Rocky Mountain PonyThe Rocky Mountain Pony
The Rocky Mountain Horse Association, a relatively young race, was only founded in 1986, but had over 12,000 recorded ponies by 2005. The Rocky Mountain Horse is known for its unique colour and four-bar walk, known as "single-foot", replacing the trots of most races. Individual feet are slippery and quicker than a pair of trots, so gangsters can walk the floor at up to 16 mph instead of 8 mph like trotters.
Although initially reared as a multi-purpose race of horses and used for equestrian, carriage and lighter traction work, they are now mainly used for horseback or leisure drives and working with cows. Her lovable personality and her sporty nature make this US race a coveted mate. Move the mouse over the picture to get more information about the race-properties.
The Rocky Mountain horses are monochrome, have middle size legs and legs and stand 14,2 - 16 high. A Rocky Mountain Horse's breast should be wide, with a distance between the front legs. The shoulders are slanting, with an optimal 45 degree angel, and a graceful curved neckline that is mid-long and slanting to allow for smooth transport with a pause in tuning.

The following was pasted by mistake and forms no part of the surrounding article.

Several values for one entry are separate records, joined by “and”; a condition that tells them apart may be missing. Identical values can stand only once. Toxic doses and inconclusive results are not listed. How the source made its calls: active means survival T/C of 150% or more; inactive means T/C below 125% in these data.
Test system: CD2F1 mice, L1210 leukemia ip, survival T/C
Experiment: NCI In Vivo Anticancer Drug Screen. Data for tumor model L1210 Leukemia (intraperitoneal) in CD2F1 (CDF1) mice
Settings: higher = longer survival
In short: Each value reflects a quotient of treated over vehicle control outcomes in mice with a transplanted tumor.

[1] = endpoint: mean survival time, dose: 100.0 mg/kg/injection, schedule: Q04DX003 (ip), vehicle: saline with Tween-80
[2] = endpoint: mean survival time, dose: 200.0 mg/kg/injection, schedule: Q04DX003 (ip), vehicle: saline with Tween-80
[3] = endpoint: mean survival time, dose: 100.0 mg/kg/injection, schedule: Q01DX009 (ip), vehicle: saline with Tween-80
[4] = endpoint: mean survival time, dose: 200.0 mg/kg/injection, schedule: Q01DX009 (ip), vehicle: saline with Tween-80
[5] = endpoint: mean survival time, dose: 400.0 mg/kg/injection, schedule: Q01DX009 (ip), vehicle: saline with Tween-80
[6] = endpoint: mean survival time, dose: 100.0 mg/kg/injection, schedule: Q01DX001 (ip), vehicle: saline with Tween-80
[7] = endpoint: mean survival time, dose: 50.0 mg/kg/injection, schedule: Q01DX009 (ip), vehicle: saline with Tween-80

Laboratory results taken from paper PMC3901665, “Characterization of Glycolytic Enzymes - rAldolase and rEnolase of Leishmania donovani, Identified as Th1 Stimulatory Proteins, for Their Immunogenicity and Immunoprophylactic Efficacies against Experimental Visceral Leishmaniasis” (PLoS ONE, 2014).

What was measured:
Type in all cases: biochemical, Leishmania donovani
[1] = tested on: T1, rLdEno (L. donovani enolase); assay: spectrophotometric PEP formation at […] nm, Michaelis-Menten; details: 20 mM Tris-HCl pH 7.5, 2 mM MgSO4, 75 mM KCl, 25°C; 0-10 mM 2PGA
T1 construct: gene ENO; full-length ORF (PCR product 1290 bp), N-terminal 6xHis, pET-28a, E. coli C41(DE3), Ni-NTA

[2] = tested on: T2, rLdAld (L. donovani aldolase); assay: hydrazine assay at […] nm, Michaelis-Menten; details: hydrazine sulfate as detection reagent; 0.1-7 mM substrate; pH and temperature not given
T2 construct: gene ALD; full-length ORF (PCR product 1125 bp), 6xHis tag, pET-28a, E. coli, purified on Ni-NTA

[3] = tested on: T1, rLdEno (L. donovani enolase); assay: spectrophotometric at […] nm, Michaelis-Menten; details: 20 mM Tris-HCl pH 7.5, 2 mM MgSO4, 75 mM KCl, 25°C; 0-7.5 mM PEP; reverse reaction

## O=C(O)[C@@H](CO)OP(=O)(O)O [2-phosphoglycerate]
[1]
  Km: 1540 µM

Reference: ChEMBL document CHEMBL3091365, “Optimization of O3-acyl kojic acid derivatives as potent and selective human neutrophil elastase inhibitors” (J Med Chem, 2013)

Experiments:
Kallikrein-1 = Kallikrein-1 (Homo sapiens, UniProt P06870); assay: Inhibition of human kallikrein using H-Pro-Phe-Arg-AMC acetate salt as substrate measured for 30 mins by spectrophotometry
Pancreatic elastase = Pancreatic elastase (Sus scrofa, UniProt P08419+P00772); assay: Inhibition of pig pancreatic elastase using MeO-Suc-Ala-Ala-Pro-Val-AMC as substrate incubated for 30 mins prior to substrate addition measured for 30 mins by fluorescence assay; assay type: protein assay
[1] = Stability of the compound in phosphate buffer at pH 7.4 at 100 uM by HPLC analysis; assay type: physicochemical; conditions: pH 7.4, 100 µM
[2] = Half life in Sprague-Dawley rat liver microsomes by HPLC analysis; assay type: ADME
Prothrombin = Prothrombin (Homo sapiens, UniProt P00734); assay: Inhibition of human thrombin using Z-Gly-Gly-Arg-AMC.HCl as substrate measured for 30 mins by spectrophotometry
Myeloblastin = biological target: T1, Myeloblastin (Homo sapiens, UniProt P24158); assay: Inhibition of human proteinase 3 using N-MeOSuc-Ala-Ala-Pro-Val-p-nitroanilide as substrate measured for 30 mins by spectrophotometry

Whilst any fixed colour is acceptable in the Rocky Mountain Horse Association's register, the favourite colour is a deep bay colour, known as "chocolate", with a flat hair and tails. "Bald-headed " ponies are not acceptable. The Rocky Mountain Horse should have strong eyeballs, well-formed arms and a flat tread that is neither arched nor prominent.
It should be moderate-sized with middle cheeks. The Rocky Mountain Horse is known as a humane, inquisitive, and very capable horse for all abilities. If they are scared, they are more likely to stop than lock and have a particular capacity to adjust to their rider's abilities.
The Rocky Mountain horse has the highest chance of developing genetically conditioned eye disorder with several eye abnormalities.